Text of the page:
Probably the last film I expected to be on a 'best of' list, Michael J. Bassett's sequel was shockingly entertaining. Between the inventive visuals, grounded story, double dose of Stark men, and naughty cameo by a certain British fave, this film simply sucked me in from beginning to end.

Less a traditional horror film than a sort of eerie drama, this slow little tale managed to be riveting in the most unusual of ways. Plus, it has Cloris Leachman being Cloris Leachman. Automatic awesome.

The Soska Sisters find the perfect muse in Katharine Isabelle as a detached medical student who finds a new calling in the fascinating world of body modification. Sure, the pacing feels a little confused and the ending rather rushed, but that doesn’t take away from the Soska Sisters’ great use of sound and Isabelle’s incredible turn as a genuinely unique character.

Somehow this early reality TV themed little indie managed to stay under the radar despite the presence of a certain A-list actor named Bradley Cooper. Made on a tiny budget, My Little Eye isn’t necessarily the most original take on a Real World-inspired slasher, but all of filmmaker’s Marc Evans. Resources were so carefully utilized to make it something surprisingly dark.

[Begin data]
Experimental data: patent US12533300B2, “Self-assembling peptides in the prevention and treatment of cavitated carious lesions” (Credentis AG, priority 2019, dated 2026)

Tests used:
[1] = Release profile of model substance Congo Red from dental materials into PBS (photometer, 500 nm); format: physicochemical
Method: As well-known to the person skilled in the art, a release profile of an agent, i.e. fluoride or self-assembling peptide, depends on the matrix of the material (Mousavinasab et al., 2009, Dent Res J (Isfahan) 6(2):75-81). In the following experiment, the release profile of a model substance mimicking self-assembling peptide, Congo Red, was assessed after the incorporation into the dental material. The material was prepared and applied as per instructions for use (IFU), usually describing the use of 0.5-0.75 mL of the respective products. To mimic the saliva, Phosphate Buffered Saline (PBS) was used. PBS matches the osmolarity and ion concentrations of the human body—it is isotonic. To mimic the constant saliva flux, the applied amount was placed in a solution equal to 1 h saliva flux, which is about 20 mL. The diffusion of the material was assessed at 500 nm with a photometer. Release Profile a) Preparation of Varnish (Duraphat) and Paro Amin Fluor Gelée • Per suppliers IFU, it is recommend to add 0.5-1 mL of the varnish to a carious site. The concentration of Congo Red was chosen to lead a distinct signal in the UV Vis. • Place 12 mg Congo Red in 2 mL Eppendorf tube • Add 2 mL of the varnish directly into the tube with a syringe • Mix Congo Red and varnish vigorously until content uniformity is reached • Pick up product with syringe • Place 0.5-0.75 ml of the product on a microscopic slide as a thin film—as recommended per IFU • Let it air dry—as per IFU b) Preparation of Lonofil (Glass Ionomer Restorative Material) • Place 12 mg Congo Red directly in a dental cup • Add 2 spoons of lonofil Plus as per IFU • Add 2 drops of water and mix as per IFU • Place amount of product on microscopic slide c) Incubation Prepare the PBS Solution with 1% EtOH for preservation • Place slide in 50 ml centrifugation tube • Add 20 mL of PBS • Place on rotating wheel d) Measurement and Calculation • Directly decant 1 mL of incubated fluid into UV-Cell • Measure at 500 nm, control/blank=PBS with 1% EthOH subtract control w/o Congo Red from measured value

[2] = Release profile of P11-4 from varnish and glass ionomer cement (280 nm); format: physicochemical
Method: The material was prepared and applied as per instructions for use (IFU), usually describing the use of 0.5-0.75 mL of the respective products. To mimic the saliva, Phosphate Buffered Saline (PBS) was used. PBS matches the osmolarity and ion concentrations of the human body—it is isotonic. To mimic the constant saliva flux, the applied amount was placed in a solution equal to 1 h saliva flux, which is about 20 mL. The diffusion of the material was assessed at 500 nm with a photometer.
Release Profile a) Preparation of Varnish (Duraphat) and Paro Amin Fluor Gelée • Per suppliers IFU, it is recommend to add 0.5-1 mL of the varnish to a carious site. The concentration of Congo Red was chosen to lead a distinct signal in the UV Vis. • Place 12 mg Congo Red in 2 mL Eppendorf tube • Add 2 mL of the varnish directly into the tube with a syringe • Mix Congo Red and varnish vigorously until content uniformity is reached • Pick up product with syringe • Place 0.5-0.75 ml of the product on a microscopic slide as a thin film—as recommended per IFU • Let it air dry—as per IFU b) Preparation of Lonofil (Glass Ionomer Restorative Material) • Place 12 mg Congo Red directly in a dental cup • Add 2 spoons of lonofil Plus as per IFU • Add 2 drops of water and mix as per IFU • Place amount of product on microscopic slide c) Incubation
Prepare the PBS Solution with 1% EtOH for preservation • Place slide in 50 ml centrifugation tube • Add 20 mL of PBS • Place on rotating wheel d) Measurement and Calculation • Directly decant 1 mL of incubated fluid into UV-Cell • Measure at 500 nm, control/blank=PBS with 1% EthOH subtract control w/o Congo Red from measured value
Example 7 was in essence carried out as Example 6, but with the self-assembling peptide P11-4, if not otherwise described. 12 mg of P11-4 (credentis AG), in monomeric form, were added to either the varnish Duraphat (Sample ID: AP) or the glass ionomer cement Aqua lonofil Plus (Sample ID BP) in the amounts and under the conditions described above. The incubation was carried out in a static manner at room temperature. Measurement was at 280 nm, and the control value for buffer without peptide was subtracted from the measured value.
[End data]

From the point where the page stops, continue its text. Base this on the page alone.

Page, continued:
Recommended to me via blogging pal T.L. Bugg of The Lightning Bug's Lair, this early Mario Bava  haunted house yarn is a rich piece of ‘60s genre cinema dripping with color and eerie atmosphere. Best of all, it takes a wonderfully progressive view of its female characters, letting them be heroes and villains because of rather than in spite of their gender.

I was underwhelmed by Marcus Dunstan’s Saw-inspired The Collector, making his grand followup such a shockingly fun treat. Sure, any film that opens with an entire club of ravers being sliced up in one Rube Goldberg swoop will entertain, but Dunstan truly goes for it, covering every inch of his setting with ridiculous trap and HBO character actor after another. The movie is gross, quick, and most pleasingly, really, really funny.